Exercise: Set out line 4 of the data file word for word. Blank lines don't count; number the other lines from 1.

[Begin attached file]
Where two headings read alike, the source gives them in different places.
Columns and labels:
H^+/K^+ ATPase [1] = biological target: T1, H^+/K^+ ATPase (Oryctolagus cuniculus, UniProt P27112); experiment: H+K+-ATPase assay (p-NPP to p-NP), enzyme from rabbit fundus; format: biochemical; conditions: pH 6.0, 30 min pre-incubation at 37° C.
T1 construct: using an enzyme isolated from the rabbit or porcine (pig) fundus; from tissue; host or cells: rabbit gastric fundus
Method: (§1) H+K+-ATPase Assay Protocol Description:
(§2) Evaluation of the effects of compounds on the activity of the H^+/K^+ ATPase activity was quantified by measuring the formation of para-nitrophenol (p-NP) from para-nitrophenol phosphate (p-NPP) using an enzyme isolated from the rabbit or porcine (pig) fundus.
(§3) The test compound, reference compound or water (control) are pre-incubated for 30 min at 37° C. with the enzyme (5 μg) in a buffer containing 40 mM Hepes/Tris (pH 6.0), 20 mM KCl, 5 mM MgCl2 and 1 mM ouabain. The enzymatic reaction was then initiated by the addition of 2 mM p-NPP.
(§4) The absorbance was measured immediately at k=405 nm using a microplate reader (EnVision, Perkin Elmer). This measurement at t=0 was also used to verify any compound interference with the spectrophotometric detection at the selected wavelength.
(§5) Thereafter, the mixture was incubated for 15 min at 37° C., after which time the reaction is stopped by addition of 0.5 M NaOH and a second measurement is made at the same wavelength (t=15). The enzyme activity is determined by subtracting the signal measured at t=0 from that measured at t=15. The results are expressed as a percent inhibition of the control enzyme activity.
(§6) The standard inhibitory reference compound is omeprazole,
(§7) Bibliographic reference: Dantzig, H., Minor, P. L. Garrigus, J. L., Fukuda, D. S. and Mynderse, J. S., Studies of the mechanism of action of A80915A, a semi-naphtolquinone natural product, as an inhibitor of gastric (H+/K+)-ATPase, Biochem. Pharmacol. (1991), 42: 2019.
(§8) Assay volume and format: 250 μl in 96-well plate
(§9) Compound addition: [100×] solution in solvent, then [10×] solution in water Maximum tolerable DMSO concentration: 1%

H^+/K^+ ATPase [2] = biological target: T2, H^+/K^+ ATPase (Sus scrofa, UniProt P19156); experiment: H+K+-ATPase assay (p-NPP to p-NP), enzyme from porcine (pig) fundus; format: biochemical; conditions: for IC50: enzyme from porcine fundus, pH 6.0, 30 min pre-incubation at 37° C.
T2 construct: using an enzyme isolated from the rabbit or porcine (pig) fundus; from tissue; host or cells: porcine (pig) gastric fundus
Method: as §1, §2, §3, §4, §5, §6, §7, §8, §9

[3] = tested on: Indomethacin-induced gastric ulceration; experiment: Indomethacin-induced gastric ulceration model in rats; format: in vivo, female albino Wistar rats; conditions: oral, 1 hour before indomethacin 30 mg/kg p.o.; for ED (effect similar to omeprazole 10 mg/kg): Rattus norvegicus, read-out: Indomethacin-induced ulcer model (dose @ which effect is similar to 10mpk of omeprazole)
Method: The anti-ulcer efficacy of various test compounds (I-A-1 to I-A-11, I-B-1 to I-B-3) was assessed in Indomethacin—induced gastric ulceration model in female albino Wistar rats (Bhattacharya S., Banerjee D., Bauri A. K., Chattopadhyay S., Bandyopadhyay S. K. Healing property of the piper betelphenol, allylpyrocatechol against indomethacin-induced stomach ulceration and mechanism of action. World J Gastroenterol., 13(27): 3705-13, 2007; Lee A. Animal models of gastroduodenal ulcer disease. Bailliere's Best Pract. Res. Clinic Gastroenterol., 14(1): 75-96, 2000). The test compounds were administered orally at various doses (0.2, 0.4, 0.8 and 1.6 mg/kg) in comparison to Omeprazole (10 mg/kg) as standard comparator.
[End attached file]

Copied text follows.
T1 construct: using an enzyme isolated from the rabbit or porcine (pig) fundus; from tissue; host or cells: rabbit gastric fundus